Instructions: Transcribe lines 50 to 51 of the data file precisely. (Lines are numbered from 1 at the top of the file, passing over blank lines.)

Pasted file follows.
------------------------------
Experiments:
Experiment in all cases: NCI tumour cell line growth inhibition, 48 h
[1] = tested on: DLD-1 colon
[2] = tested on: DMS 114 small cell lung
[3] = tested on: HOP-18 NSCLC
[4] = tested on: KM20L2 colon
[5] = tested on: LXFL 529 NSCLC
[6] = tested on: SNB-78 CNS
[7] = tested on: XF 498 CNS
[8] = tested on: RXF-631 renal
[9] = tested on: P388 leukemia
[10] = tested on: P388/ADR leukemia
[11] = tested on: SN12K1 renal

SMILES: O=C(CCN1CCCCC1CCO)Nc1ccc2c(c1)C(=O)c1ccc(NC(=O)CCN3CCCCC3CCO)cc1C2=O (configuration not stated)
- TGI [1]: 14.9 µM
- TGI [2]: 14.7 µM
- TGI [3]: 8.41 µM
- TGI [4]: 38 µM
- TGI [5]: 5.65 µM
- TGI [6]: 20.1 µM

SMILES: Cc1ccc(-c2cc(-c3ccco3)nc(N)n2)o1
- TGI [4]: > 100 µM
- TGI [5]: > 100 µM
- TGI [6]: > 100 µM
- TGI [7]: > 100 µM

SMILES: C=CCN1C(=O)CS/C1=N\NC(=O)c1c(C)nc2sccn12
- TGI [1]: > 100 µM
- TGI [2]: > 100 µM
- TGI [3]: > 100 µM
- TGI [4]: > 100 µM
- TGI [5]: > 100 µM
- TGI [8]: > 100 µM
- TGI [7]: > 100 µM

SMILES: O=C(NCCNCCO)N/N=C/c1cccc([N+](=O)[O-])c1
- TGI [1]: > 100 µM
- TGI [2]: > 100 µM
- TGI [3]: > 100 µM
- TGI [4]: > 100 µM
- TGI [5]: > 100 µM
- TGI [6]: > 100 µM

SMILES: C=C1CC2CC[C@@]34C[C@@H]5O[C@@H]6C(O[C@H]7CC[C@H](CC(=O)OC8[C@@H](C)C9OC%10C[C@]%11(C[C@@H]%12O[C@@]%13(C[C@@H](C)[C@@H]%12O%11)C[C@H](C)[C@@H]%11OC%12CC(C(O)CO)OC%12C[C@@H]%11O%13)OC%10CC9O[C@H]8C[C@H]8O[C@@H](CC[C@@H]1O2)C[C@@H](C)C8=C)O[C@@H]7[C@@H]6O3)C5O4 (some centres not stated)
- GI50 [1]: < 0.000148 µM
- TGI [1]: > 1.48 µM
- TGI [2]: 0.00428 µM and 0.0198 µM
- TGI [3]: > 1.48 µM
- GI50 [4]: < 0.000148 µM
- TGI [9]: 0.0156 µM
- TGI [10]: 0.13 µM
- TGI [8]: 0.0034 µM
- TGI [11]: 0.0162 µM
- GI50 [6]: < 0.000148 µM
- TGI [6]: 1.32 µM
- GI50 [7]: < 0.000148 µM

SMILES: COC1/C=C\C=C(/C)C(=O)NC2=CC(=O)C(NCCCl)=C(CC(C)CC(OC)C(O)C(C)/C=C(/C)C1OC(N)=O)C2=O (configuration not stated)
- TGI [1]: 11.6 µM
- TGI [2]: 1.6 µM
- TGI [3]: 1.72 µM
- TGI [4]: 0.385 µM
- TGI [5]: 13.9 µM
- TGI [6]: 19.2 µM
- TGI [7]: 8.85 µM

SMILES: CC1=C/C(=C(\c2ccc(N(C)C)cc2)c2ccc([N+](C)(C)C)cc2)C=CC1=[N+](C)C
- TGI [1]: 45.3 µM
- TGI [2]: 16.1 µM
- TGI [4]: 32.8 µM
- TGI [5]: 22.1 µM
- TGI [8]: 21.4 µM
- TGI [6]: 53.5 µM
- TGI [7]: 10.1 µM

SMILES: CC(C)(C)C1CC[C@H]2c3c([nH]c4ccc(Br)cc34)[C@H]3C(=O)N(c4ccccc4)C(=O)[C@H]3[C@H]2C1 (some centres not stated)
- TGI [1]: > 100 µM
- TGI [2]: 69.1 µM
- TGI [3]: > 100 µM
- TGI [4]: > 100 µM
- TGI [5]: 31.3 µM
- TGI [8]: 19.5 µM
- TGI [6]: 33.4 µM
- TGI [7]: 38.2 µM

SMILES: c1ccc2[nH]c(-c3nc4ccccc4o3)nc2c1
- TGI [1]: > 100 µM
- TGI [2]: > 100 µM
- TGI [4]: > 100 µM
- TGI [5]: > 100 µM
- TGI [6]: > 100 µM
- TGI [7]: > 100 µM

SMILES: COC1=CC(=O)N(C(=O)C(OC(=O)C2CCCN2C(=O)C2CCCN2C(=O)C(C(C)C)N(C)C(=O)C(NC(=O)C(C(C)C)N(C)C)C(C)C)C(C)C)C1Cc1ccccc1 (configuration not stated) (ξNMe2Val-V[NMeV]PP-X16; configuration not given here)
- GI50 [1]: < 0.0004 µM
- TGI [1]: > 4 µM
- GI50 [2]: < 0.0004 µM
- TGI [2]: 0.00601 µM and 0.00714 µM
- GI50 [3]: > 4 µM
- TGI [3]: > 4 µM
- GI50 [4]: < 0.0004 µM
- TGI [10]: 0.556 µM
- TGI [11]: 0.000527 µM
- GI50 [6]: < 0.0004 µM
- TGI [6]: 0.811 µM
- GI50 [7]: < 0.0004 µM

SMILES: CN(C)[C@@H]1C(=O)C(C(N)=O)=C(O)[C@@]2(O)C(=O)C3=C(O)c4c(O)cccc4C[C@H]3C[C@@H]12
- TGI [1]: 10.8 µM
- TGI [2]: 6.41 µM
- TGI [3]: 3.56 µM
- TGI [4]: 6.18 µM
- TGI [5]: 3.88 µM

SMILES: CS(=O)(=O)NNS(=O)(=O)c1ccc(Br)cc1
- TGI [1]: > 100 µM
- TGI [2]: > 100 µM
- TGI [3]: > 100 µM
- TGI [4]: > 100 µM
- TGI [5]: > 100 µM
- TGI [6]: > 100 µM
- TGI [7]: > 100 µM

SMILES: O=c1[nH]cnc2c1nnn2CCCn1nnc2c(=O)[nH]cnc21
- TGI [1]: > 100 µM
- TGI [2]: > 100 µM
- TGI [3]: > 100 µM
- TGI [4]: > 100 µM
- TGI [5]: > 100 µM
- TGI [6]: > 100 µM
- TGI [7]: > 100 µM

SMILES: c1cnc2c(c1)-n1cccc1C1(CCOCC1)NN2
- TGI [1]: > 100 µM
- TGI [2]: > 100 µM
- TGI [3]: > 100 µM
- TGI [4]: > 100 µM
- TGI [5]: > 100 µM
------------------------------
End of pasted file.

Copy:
- TGI [11]: 0.0162 µM
- GI50 [6]: < 0.000148 µM